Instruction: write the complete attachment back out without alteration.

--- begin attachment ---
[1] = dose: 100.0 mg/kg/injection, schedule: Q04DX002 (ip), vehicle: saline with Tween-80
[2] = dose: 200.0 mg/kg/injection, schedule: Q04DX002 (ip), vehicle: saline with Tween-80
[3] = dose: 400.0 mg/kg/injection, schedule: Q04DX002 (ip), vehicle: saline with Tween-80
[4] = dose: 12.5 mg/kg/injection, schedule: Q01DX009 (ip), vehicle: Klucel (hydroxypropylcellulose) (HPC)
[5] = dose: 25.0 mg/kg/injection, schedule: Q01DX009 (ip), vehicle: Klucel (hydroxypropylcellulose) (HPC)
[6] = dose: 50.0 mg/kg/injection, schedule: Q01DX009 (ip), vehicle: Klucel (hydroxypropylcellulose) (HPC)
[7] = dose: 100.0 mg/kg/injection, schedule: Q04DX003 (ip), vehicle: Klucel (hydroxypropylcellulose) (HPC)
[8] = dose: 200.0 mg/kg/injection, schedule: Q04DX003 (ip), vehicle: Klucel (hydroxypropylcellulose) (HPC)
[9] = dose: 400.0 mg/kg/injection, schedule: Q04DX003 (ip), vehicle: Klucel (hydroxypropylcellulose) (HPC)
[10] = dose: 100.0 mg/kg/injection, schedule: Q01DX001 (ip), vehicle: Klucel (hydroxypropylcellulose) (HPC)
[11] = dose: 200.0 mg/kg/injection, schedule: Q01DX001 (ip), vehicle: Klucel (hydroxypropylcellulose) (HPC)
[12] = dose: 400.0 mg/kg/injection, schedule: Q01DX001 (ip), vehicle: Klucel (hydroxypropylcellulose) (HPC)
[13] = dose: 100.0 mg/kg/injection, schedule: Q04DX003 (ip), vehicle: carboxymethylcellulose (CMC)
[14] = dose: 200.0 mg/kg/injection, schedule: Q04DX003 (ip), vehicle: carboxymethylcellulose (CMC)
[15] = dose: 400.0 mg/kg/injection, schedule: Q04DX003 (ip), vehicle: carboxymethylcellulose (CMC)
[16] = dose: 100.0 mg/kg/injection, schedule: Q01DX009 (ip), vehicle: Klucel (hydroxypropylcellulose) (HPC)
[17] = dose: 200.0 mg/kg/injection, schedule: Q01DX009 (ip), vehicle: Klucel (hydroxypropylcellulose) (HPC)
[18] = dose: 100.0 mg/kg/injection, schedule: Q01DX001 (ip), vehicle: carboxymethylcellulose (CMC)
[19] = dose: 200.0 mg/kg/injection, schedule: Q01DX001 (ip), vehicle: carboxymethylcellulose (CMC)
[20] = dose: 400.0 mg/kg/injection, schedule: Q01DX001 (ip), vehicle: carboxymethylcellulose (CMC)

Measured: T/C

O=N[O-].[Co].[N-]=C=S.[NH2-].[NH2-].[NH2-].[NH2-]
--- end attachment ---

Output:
[1] = dose: 100.0 mg/kg/injection, schedule: Q04DX002 (ip), vehicle: saline with Tween-80
[2] = dose: 200.0 mg/kg/injection, schedule: Q04DX002 (ip), vehicle: saline with Tween-80
[3] = dose: 400.0 mg/kg/injection, schedule: Q04DX002 (ip), vehicle: saline with Tween-80
[4] = dose: 12.5 mg/kg/injection, schedule: Q01DX009 (ip), vehicle: Klucel (hydroxypropylcellulose) (HPC)
[5] = dose: 25.0 mg/kg/injection, schedule: Q01DX009 (ip), vehicle: Klucel (hydroxypropylcellulose) (HPC)
[6] = dose: 50.0 mg/kg/injection, schedule: Q01DX009 (ip), vehicle: Klucel (hydroxypropylcellulose) (HPC)
[7] = dose: 100.0 mg/kg/injection, schedule: Q04DX003 (ip), vehicle: Klucel (hydroxypropylcellulose) (HPC)
[8] = dose: 200.0 mg/kg/injection, schedule: Q04DX003 (ip), vehicle: Klucel (hydroxypropylcellulose) (HPC)
[9] = dose: 400.0 mg/kg/injection, schedule: Q04DX003 (ip), vehicle: Klucel (hydroxypropylcellulose) (HPC)
[10] = dose: 100.0 mg/kg/injection, schedule: Q01DX001 (ip), vehicle: Klucel (hydroxypropylcellulose) (HPC)
[11] = dose: 200.0 mg/kg/injection, schedule: Q01DX001 (ip), vehicle: Klucel (hydroxypropylcellulose) (HPC)
[12] = dose: 400.0 mg/kg/injection, schedule: Q01DX001 (ip), vehicle: Klucel (hydroxypropylcellulose) (HPC)
[13] = dose: 100.0 mg/kg/injection, schedule: Q04DX003 (ip), vehicle: carboxymethylcellulose (CMC)
[14] = dose: 200.0 mg/kg/injection, schedule: Q04DX003 (ip), vehicle: carboxymethylcellulose (CMC)
[15] = dose: 400.0 mg/kg/injection, schedule: Q04DX003 (ip), vehicle: carboxymethylcellulose (CMC)
[16] = dose: 100.0 mg/kg/injection, schedule: Q01DX009 (ip), vehicle: Klucel (hydroxypropylcellulose) (HPC)
[17] = dose: 200.0 mg/kg/injection, schedule: Q01DX009 (ip), vehicle: Klucel (hydroxypropylcellulose) (HPC)
[18] = dose: 100.0 mg/kg/injection, schedule: Q01DX001 (ip), vehicle: carboxymethylcellulose (CMC)
[19] = dose: 200.0 mg/kg/injection, schedule: Q01DX001 (ip), vehicle: carboxymethylcellulose (CMC)
[20] = dose: 400.0 mg/kg/injection, schedule: Q01DX001 (ip), vehicle: carboxymethylcellulose (CMC)

Measured: T/C

O=N[O-].[Co].[N-]=C=S.[NH2-].[NH2-].[NH2-].[NH2-]